This morning Colin Cowherd opened his show with what, for him anyway, probably passes for an apology in response to his comments about Dominican baseball players yesterday:

“I could’ve made the point without using one country, and there’s all sorts of smart people from the Dominican Republic. I could’ve said a third of baseball’s talent is being furnished from countries with economic hardships, therefore educational hurdles. For the record, I used the Dominican Republic because they’ve furnished baseball with so many great players . . . It wasn’t a shot at them. It was data. Five, seven years ago I talked about the same subject. Was I clunky? Perhaps. Did people not like my tone? I get it. Sometimes my tone stinks.”

He went on to cite reports and statistics about the country’s ranking in primary education. Then added:

“I get it. I do. And for that, I feel bad. I do. But I have four reports in front of me … where there are discussions of major deficiencies in the education sector at all levels . . . I’m not saying there’s not intelligent, educated people from the Dominican Republic. I cringe at the data too.”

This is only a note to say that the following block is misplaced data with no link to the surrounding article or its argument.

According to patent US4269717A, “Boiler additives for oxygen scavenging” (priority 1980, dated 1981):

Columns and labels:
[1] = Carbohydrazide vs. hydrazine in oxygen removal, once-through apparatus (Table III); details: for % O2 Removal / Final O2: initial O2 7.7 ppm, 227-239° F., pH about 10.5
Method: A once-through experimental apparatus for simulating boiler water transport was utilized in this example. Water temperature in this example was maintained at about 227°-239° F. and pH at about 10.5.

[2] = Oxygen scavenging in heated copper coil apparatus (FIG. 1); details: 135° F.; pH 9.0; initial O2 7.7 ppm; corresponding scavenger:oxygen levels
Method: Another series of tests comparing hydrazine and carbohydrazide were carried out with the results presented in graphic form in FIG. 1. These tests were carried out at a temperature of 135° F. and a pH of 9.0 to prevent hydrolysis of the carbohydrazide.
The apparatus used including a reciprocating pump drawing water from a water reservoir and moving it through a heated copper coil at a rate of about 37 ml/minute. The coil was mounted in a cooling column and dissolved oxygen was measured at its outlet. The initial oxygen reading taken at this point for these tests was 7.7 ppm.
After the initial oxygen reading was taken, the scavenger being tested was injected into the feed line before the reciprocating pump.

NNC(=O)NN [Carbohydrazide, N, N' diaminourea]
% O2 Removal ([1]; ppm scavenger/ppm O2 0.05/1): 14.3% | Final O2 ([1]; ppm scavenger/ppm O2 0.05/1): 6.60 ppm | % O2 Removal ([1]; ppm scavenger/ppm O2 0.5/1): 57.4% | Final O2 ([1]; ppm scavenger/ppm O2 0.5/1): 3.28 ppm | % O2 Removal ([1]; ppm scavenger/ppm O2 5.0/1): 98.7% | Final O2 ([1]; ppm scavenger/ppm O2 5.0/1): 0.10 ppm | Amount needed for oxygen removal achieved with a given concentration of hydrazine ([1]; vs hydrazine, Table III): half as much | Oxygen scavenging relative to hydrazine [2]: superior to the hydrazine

Which misses the point, of course. He didn’t say that Dominican people lacked formal education yesterday. He said they did well at baseball as an argument that baseball is not complex — even Dominicans can do it! — which is to say that Dominican people can’t understand complex things. That’s not a statement on poverty or the state of the Dominican Republic education system. That’s a statement about capacity and intelligence, which is a totally different thing.

For its part, ESPN issued a brief statement about it all:

“Some of Colin’s comments yesterday referencing the Dominican Republic were inappropriate and do not reflect ESPN’s values of respect for all communities. Colin’s on-air response today addressed the importance of making sure his opinions are fact-based and responsible for all people.”